NFC South race heats up for Saints, Buccaneers down stretch
TAMPA, Fla. — Welcome to the NFC South, where two games over .500 gives the Tampa Bay Buccaneers a share of first place, and two under has the New Orleans Saints in position to make up ground in a hurry.
Talk about playing meaningful games in December.
The surging Bucs (7-5), and explosive, but inconsistent Saints (5-7) meet in a key divisional matchup Sunday, then play again in New Orleans in two weeks.
In between, the Bucs travel to Dallas for a prime-time date against the NFL-best Cowboys (11-1). The Saints, meanwhile, visit Arizona (5-6-1), which is trying to stay in playoff contention, too.
Tampa Bay closes the regular season against Carolina (4-8) and New Orleans finishes at NFC South co-leader Atlanta (7-5), meaning the Bucs and Saints both play three of their remaining four games within the division.
“The way our division is so tight right now, these games are huge,” Tampa Bay coach Dirk Koetter said. “Us and Atlanta sitting there at 7-5, New Orleans at 5-7. Just do the math for New Orleans, and we’re not too far ahead. So, it’s going to be huge.”
Part of the challenge for Koetter down the stretch will be keeping one of the NFL’s youngest rosters even-keeled.
With second-year quarterback Jameis Winston leading the way, the Bucs have won four straight — six of eight overall — to overcome a slow start. Tampa Bay hasn’t made the playoffs since 2007, and the winning streak is the team’s longest in four years.
Koetter, who’s in his first year as a NFL head coach, said he’s not “100 percent sure” of the best approach to helping the players cope with the mounting pressure of a playoff chase.
“I’m feeling my way through,” the coach said, adding that he tries to “tell it to them straight.”
“They know where they are, they know how important this game is. ... But how you gauge the team and how you feel even-keeled, that’s a hard thing to figure exactly,” Koetter said. “I also count on the leadership of our players to help out with that.”
The Saints relish the opportunity to get back in the race, though it won’t be easy playing three of their final four games on the road. Coach Sean Payton feels it’s imperative New Orleans focus on Sunday — nothing beyond.
“We can’t play all four” Payton said. “We’ve just got to play this one.”
Some things to know about the Saints and Bucs:
PUT IT ALL OUT THERE: Payton and Koetter both call offensive plays and insist they aren’t tempted to hold anything back on Sunday.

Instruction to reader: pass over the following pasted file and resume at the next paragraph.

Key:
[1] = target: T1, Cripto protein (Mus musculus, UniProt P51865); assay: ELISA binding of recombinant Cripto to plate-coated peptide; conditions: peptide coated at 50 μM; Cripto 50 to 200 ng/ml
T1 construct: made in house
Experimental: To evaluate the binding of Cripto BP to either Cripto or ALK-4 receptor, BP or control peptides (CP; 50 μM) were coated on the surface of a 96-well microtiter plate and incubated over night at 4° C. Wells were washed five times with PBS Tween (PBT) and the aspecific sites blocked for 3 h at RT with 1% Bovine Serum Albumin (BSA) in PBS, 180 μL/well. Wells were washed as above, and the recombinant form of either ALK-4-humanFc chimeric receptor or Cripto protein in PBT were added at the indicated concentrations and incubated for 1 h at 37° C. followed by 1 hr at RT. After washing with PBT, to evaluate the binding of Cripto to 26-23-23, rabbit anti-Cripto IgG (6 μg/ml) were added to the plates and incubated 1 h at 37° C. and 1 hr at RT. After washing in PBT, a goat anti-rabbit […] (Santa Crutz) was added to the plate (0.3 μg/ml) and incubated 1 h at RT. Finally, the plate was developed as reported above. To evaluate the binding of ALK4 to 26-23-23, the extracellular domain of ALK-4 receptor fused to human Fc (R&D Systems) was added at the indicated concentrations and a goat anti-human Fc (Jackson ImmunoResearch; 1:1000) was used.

“I don’t think you’d ever go into a game saying let’s hold this for the second game. Certainly we’re not in a position to save or hold anything,” Payton said.
Koetter agreed: “I’ve never been like that, I don’t believe in that. Shoot. Who knows where we’re going to be in two weeks? Our most important game is right now.”
BRINGING PRESS-URE: The overlapping returns from injury of linebacker Dannell Ellerbe and defensive tackle Sheldon Rankins have resulted in considerable improvement by the New Orleans defense in quarterback pressure. They’ve combined for seven sacks in the past four games. Ellerbe, who has been featured in blitz packages, has a sack in each of the Saints’ past four games. Rankins, a rookie drafted 12th overall last spring, has three sacks in that span.
FAMOUS JAMEIS: Winston’s steady progress has been a big part of Tampa Bay’s surge. The first overall pick from last year’s draft has thrown 15 touchdown passes versus four interceptions over his past eight games. He’s on pace to top 4,000 yards passing again, as well as set a franchise record for TD passes in a season.
CHEMISTRY QUES-TIONS: New Orleans’ lack of rhythm on offense last weekend against Detroit begged the question whether there was a carry-over from the dissatisfaction receiver Brandin Cooks’ expressed after not having a pass thrown to him during a Week 12 win over Los Angeles. Drew Brees threw to Cooks nine times against the Lions, and the third-year receiver had seven catches for 73 yards. Nevertheless, New Orleans struggled to convert third downs — and, ultimately, to score in a 28-13 loss.
GREAT BREES: Brees, who leads the NFL in passing yards, completions, attempts, completion percentage and TD passes, is 87 yards shy of throwing for at least 4,000 yards in 11 consecutive seasons. The Bucs, by comparison, have had just two 4,000-yard seasons (Winston 2015, Josh Freeman 2012) in team history.
—AP Sports Writer Brett Martel in New Orleans contributed to this report.